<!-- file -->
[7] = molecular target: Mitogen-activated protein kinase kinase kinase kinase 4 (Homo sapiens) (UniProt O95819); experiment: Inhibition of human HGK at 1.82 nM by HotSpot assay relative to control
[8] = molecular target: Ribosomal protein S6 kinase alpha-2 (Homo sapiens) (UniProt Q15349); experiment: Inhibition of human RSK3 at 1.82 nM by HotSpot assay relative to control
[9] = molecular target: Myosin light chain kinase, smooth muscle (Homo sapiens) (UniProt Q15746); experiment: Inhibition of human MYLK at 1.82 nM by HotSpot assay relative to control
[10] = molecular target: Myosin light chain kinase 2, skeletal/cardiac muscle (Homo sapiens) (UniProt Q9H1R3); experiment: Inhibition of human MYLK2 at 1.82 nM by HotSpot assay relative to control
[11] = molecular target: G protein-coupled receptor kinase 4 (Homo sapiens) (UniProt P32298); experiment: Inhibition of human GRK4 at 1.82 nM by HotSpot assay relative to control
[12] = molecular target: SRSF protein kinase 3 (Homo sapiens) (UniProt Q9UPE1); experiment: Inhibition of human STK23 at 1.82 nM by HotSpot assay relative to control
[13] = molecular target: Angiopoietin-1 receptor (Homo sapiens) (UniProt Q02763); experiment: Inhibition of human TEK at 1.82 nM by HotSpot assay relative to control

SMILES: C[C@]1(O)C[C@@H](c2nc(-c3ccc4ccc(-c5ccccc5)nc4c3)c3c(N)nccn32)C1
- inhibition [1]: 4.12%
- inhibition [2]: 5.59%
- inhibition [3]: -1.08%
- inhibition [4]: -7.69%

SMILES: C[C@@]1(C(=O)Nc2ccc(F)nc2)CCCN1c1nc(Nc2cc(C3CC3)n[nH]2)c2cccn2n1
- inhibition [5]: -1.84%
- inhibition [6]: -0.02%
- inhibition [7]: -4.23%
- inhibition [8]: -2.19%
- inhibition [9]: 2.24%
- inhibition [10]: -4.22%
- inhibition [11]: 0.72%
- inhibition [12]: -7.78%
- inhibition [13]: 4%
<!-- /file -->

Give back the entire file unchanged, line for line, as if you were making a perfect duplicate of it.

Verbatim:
[7] = molecular target: Mitogen-activated protein kinase kinase kinase kinase 4 (Homo sapiens) (UniProt O95819); experiment: Inhibition of human HGK at 1.82 nM by HotSpot assay relative to control
[8] = molecular target: Ribosomal protein S6 kinase alpha-2 (Homo sapiens) (UniProt Q15349); experiment: Inhibition of human RSK3 at 1.82 nM by HotSpot assay relative to control
[9] = molecular target: Myosin light chain kinase, smooth muscle (Homo sapiens) (UniProt Q15746); experiment: Inhibition of human MYLK at 1.82 nM by HotSpot assay relative to control
[10] = molecular target: Myosin light chain kinase 2, skeletal/cardiac muscle (Homo sapiens) (UniProt Q9H1R3); experiment: Inhibition of human MYLK2 at 1.82 nM by HotSpot assay relative to control
[11] = molecular target: G protein-coupled receptor kinase 4 (Homo sapiens) (UniProt P32298); experiment: Inhibition of human GRK4 at 1.82 nM by HotSpot assay relative to control
[12] = molecular target: SRSF protein kinase 3 (Homo sapiens) (UniProt Q9UPE1); experiment: Inhibition of human STK23 at 1.82 nM by HotSpot assay relative to control
[13] = molecular target: Angiopoietin-1 receptor (Homo sapiens) (UniProt Q02763); experiment: Inhibition of human TEK at 1.82 nM by HotSpot assay relative to control

SMILES: C[C@]1(O)C[C@@H](c2nc(-c3ccc4ccc(-c5ccccc5)nc4c3)c3c(N)nccn32)C1
- inhibition [1]: 4.12%
- inhibition [2]: 5.59%
- inhibition [3]: -1.08%
- inhibition [4]: -7.69%

SMILES: C[C@@]1(C(=O)Nc2ccc(F)nc2)CCCN1c1nc(Nc2cc(C3CC3)n[nH]2)c2cccn2n1
- inhibition [5]: -1.84%
- inhibition [6]: -0.02%
- inhibition [7]: -4.23%
- inhibition [8]: -2.19%
- inhibition [9]: 2.24%
- inhibition [10]: -4.22%
- inhibition [11]: 0.72%
- inhibition [12]: -7.78%
- inhibition [13]: 4%